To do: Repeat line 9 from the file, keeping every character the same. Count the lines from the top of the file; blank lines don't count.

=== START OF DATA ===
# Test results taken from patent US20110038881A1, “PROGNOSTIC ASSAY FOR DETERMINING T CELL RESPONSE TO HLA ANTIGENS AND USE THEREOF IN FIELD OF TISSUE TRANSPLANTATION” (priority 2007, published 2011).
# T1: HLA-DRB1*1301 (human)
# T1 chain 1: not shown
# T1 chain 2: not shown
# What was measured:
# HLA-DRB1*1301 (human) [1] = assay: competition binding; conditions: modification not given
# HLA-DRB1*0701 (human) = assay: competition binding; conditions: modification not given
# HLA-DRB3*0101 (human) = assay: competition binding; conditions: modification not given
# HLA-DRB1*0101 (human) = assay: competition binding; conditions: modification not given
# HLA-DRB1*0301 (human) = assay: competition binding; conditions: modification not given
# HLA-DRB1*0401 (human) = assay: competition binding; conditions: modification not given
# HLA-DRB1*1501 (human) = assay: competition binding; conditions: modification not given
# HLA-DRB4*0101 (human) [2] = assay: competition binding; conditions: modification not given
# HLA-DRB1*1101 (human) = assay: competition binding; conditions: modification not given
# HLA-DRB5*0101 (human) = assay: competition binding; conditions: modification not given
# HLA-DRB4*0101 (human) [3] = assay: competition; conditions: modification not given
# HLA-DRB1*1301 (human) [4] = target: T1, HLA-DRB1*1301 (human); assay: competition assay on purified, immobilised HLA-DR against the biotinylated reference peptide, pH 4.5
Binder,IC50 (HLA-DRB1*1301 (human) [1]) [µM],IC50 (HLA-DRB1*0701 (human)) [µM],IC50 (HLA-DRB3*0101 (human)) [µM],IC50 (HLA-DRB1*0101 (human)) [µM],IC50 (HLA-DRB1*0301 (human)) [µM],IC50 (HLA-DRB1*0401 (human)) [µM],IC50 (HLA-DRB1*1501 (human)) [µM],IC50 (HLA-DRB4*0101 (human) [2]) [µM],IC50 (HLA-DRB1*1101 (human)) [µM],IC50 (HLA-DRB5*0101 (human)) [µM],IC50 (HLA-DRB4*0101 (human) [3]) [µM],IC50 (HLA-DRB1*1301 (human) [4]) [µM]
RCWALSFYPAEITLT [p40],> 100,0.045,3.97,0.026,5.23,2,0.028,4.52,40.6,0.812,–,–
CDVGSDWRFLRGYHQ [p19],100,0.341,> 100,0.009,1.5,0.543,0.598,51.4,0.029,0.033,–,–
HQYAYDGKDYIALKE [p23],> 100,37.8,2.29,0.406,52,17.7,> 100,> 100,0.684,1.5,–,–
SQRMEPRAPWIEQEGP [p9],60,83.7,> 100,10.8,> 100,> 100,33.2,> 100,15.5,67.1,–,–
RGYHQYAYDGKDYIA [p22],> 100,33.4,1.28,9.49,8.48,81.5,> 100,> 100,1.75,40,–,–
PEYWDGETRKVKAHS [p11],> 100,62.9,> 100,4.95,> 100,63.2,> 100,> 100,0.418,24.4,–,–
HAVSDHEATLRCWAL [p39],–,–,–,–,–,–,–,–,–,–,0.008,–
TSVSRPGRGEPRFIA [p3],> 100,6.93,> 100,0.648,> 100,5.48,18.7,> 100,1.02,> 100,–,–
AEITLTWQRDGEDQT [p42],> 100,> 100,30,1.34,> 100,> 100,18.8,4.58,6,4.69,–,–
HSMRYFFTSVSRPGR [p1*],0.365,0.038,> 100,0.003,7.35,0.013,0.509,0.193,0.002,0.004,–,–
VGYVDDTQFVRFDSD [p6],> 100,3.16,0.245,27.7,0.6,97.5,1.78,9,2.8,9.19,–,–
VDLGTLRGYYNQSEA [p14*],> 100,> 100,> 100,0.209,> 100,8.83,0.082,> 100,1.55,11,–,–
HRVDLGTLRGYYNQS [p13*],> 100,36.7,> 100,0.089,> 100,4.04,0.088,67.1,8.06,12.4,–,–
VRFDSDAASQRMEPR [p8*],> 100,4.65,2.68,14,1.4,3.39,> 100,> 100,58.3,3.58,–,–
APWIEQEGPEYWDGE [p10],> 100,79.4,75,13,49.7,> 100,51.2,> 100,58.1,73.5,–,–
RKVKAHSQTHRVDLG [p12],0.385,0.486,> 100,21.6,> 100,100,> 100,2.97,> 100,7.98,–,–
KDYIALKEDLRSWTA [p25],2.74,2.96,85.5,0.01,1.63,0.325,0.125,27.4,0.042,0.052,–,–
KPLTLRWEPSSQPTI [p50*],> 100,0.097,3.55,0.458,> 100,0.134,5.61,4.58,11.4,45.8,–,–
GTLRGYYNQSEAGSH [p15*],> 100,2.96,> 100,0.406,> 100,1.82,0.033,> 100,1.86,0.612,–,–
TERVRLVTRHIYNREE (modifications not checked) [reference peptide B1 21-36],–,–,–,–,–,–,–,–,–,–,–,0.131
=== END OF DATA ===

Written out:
# HLA-DRB1*0101 (human) = assay: competition binding; conditions: modification not given